Nanodiamonds – synthetic industrial diamonds only a few nanometers in size – have recently attracted considerable attention because of the potential they offer for the targeted delivery of vaccines and cancer drugs and for other uses. Thus far, options for imaging nanodiamonds have been limited. Now a team of investigators based at the Athinoula A. Martinos Center for Biomedical Imaging at Massachusetts General Hospital has devised a means of tracking nanodiamonds noninvasively with magnetic resonance imaging (MRI), opening up a host of new applications. They report their findings today in the online journal Nature Communications.
"With this study, we showed we could produce biomedically relevant MR images using nanodiamonds as the source of contrast in the images and that we could switch the contrast on and off at will," says David Waddington, lead author of the paper and a PhD student at the University of Sydney in Australia. Waddington is currently working with Matthew Rosen, PhD, in the Low-Field Imaging Laboratory at the Martinos Center. "With competing strategies, the nanodiamonds must be prepared externally and then injected into the body, where they can only be imaged for a few hours at most. However, as our technique is biocompatible, we can continue imaging for indefinite periods of time. This raises the possibility of tracking the delivery of nanodiamond-drug compounds for a variety of diseases and providing vital information on the efficacy of different treatment options."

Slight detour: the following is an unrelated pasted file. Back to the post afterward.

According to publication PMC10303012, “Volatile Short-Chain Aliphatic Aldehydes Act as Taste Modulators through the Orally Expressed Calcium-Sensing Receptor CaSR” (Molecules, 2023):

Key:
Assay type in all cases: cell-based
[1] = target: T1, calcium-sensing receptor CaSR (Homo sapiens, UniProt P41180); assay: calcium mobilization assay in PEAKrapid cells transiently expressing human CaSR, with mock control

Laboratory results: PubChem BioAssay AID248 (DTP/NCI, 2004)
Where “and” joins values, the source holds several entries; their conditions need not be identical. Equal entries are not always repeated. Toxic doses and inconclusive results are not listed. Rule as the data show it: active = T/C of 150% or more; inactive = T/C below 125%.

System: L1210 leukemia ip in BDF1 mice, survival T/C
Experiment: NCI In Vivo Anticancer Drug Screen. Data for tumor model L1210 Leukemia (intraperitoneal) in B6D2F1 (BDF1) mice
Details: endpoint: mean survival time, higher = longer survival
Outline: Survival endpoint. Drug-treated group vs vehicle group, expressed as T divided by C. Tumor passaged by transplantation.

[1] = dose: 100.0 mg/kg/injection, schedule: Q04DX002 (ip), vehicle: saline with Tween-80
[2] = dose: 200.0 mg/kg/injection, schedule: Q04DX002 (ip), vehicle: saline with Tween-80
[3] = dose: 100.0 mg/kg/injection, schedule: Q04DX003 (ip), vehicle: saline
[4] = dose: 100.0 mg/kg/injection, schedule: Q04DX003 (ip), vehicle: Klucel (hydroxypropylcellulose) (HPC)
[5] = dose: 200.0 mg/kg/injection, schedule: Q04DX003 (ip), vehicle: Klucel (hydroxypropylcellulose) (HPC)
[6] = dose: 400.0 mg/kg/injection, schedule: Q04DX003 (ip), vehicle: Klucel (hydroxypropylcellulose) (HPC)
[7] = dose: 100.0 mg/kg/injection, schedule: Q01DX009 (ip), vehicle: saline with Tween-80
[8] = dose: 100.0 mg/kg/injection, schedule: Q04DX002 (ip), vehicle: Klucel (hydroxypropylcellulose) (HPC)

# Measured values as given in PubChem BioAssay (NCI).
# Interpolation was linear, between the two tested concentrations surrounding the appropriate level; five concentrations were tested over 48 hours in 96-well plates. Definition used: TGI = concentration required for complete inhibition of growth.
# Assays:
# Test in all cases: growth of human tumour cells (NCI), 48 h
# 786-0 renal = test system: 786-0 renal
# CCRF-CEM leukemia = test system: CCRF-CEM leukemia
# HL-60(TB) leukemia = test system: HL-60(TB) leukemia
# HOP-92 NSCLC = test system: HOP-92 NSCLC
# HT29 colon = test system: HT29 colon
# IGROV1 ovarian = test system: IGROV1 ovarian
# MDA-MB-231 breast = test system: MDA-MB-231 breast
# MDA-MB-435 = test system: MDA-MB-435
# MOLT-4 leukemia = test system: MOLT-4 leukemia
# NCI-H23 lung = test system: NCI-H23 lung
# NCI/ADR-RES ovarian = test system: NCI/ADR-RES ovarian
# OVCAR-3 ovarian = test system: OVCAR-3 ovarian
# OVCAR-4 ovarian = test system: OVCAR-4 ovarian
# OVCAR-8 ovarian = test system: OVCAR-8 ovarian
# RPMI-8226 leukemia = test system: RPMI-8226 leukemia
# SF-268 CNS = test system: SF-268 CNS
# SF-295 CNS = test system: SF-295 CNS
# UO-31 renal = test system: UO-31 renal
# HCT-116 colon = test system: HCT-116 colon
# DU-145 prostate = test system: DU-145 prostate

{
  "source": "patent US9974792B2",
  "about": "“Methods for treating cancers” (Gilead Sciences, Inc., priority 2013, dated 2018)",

Waddington began this work three years ago as part of a Fulbright Scholarship awarded early in his graduate work at the University of Sydney, where he is a member of a team led by study co-author David Reilly, PhD, in the new Sydney Nanoscience Hub – the headquarters of the Australian Institute for Nanoscale Science and Technology, which launched last year. As part of the Reilly group, Waddington played a crucial role in early successes with nanodiamond imaging, including a 2015 paper in Nature Communications. He then sought to extend the potential of the approach by collaborating with Rosen at the Martinos Center and Ronald Walsworth, PhD, at Harvard University, also a co-author of the current study. Rosen's group is a world leader in the area of ultra-low-field magnetic resonance imaging, a technique that proved essential to the development of in vivo nanodiamond imaging.
Previously, the use of nanodiamond imaging in living systems was limited to regions accessible using optical fluorescence techniques. However, most potential diagnostic and therapeutic applications of nanoparticles, including tracking of complex disease processes like cancer, call for the use of MRI – the gold standard for noninvasive, high-contrast, three-dimensional clinical imaging.
In the present study, the researchers show that they could achieve nanodiamond-enhanced MRI by taking advantage of a phenomenon known as the Overhauser effect to boost the inherently weak magnetic resonance signal of diamond through a process called hyperpolarization, in which nuclei are aligned inside a diamond so they create a signal detectable by an MRI scanner. The conventional approach to hyperpolarization uses solid-state physics techniques at cryogenic temperatures, but the signal boost doesn't last very long and is nearly gone by the time the nanoparticle compound is injected into the body. By combining the Overhauser effect with advances in ultra-low-field MRI coming out of the Martinos Center, the researchers were able to overcome this limitation – thus paving the way for high-contrast in vivo nanodiamond imaging over indefinitely long periods of time.